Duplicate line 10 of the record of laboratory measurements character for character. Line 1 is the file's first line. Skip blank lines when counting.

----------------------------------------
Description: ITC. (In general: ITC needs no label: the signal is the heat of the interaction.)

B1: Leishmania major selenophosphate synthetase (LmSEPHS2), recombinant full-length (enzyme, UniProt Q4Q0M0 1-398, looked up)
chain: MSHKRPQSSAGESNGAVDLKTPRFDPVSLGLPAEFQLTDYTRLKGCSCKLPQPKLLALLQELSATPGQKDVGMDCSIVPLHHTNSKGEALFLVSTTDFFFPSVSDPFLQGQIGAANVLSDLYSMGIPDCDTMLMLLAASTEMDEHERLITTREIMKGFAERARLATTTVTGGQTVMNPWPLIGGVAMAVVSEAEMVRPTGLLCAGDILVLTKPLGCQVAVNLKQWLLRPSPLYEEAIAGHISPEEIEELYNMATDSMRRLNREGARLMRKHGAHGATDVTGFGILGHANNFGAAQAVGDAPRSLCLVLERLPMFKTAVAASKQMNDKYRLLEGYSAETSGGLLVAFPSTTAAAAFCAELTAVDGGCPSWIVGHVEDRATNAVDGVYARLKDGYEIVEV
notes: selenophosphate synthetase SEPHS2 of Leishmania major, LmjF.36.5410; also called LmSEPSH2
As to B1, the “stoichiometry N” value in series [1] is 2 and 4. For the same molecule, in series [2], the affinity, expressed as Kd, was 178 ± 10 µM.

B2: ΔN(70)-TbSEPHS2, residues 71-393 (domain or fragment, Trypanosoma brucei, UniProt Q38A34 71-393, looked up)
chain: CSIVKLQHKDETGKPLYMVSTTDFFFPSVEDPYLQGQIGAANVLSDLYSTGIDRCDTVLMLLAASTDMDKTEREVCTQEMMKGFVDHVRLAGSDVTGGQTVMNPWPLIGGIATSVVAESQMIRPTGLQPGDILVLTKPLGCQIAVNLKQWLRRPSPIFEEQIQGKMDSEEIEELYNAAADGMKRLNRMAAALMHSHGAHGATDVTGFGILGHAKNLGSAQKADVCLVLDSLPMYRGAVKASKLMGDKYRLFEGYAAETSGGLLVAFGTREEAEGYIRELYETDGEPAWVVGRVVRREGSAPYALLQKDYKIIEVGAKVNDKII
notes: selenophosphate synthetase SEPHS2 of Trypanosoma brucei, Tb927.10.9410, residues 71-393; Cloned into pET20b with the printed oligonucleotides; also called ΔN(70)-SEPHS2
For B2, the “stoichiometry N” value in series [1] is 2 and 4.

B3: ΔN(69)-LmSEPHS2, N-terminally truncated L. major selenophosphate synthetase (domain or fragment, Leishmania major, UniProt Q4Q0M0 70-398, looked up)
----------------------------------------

B3: ΔN(69)-LmSEPHS2, N-terminally truncated L. major selenophosphate synthetase (domain or fragment, Leishmania major, UniProt Q4Q0M0 70-398, looked up)